Supreme Court: Design Patent Damages May Be Limited to Infringing Component of End Product, Rejecting Apple's $399M Award Against Samsung
In the first design patent case to reach the Supreme Court of the United States in more than 120 years, on December 6, 2016, the Justices handed down a widely watched decision in the Samsung Electronics Company v. Apple Inc. case. In a unanimous yet narrowly tailored decision, the Justices tossed out Apple’s design patent damages award and ruled that Samsung’s damages for infringing Apple’s design patents may be limited to the infringing component (such as a smart phone case) of an end product, instead of that entire product (a smart phone). In sending the case back down for further inquiry, the Court declined to opine on whether each of the relevant infringing articles is the smartphone or a particular smartphone component.
The heated design patent war over smart phones goes back to 2011, when Apple sued Samsung, alleging infringement of its three design patents by Samsung’s smartphones. A jury found that several Samsung smartphones infringed those patents. Apple was awarded $399 million in damages for Samsung’s patent infringement, the entire profit Samsung made from its sales of the infringing smartphones.
The Federal Circuit upheld the design patent infringement damages award. In doing so, it rejected Samsung’s argument “that the profits awarded should have been limited to the infringing ‘article of manufacture’”—for example, the screen or case of the smartphone—“not the entire infringing product”—the smart phone. It reasoned that limiting the damages award was not required because the “innards of Samsung’s smartphones were not sold separately from their shells as distinct articles of manufacture to ordinary purchasers.”
The statutory basis for design patent damages determination stems from 35 U. S. C. §289, which provides, in relevant part,
Whoever during the term of a patent for a design, without license of the owner, (1) applies the patented design, or any colorable imitation thereof, to any article of manufacture for the purpose of sale, or (2) sells or exposes for sale any article of manufacture to which such design or colorable imitation has been applied shall be liable to the owner to the extent of his total profit, but not less than $250 . . . . 35 U. S. C. §289.
The key issue before the Supreme Court was whether under 35 U. S. C. §289 in a design patent case involving a multicomponent product,
- the relevant “article of manufacture” must always be the end product sold to the consumer, or
- it can also be a component of that product.
Under the first interpretation, a patent holder will always be entitled to the infringer’s total profit from the end product. Under the second interpretation, a patent holder will be entitled to the infringer’s total profit from a component of the end product, but not the entire end product.
The Supreme Court resolved the case in large part based on the dictionary definitions of “article” and “manufacture,” finding that “[a]n article of manufacture, then, is simply a thing made by hand or machine.” The Court concluded that:
So understood, the term ‘article of manufacture’ is broad enough to encompass both a product sold to a consumer as well a component of that product….That a component may be integrated into a larger product…does not put it outside the category of articles of manufacture.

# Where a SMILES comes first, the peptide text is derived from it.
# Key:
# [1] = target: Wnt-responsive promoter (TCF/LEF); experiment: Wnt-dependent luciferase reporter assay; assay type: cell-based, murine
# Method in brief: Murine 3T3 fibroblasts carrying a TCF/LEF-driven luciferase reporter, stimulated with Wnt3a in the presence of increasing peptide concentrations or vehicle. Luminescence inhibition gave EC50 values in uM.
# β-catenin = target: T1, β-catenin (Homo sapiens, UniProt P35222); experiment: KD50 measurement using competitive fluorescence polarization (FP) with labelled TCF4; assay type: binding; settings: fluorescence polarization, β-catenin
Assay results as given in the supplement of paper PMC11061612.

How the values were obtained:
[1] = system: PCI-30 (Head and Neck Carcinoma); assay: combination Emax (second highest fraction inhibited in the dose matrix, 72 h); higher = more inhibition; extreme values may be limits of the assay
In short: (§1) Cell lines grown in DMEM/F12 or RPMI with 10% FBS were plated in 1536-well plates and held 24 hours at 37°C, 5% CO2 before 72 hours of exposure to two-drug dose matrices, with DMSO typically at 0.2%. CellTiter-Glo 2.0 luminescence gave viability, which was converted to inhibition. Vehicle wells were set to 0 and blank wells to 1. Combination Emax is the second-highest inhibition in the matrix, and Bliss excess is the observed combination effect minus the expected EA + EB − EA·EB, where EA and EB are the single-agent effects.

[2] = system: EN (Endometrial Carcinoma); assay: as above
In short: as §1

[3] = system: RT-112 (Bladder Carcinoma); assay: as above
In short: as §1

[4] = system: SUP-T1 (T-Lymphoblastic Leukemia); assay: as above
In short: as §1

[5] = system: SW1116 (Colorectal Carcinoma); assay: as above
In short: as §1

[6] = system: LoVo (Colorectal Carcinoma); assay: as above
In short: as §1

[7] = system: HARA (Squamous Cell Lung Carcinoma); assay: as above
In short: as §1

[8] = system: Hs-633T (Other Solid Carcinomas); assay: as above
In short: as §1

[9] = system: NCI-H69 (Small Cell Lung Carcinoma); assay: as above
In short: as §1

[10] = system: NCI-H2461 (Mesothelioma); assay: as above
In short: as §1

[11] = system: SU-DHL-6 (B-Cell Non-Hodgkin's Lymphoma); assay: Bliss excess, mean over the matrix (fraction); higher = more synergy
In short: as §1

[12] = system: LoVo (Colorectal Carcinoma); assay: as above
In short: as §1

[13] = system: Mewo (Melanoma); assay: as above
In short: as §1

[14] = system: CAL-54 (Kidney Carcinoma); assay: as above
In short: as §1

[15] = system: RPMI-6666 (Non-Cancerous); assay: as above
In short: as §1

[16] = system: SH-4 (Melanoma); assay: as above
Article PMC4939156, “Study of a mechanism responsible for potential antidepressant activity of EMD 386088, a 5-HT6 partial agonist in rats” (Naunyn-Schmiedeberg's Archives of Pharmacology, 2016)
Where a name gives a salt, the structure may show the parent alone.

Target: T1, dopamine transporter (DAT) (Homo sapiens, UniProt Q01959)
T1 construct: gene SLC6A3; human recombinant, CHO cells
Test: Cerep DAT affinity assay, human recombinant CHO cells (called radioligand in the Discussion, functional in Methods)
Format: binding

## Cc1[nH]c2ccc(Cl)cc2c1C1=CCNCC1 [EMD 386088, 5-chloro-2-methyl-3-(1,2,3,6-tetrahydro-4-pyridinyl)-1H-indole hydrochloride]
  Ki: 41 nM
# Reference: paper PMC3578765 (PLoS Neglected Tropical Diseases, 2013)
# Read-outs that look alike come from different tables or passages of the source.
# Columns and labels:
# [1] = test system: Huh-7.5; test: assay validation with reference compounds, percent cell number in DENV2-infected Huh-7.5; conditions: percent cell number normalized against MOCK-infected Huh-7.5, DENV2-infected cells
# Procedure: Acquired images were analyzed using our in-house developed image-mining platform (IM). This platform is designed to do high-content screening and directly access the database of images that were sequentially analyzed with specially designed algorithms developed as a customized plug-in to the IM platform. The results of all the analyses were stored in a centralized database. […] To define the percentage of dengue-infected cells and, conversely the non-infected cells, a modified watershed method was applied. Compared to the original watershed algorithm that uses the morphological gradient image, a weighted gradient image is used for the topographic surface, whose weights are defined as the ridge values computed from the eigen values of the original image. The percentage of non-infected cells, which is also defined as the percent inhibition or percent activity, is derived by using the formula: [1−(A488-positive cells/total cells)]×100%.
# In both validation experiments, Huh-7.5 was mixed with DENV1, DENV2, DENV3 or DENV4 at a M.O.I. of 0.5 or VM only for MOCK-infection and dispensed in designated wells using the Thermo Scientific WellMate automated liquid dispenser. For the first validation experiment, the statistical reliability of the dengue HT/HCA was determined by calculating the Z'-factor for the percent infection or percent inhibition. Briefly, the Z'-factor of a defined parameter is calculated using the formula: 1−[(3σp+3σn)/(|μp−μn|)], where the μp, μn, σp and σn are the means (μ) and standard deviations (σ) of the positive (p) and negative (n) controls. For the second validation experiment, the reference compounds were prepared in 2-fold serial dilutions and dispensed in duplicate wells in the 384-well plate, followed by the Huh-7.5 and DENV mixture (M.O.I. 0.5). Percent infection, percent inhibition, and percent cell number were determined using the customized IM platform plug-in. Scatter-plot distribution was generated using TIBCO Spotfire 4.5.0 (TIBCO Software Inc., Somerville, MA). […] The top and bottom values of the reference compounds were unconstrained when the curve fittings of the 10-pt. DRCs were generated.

The Court supported its reading of “article of manufacture” in §289 by finding that such a reading is consistent with 35 U. S. C. §171(a) (permitting a design patent for a design extending to only a component of a multicomponent product); and with 35 U. S. C. §101 (noting that “article of manufacture” in §171 includes what would be considered a ‘manufacture’ within the meaning of §101 and that “manufacture” means “the production of articles for use from raw or prepared materials by giving to these materials new forms, qualities, properties, or combinations, whether by hand-labor or by machinery.”).
Applying its reading of “article of manufacture” to the current case, the Supreme Court found the Federal Circuit’s narrower reading cannot be squared with the text of § 289, and reversed the Federal’s Circuit’s judgment on damages award.
Notably, the Supreme Court declined to go further and resolve whether, for each of the design patents at issue in this case, the relevant article of manufacture is the smart phone, or a smart phone component. The Court reasoned that doing so would require parties to have briefed the issue (which they had not) and is not necessary, leaving it to the Federal Circuit to address any such remaining issues on remand.
The Supreme Court’s ruling can be a blessing to some companies that make and sell products embodying various technologies and protected by multiple intellectual property forms (e.g. trademark, utility and design patents). The risks of potentially disgorging the profit from selling the entire product may be mitigated when only one nonfunctional component of that product infringes a design patent. On the other hand, the ruling may blunt the deterring edge of big-money damages relied upon by fashion or design industry to fend off design piracy and knock-offs.
For now, the ground breaking ruling has created uncertainty and ambiguity for parties on both sides of the fence. It may take years and additional legal battles at the Federal Circuit and district court level before the dust over the design patent landscape settles.
If you have questions or would like additional information on this topic, please contact Feng Xu (email@example.com; 212.714.3060) or another member of our Intellectual Property Group.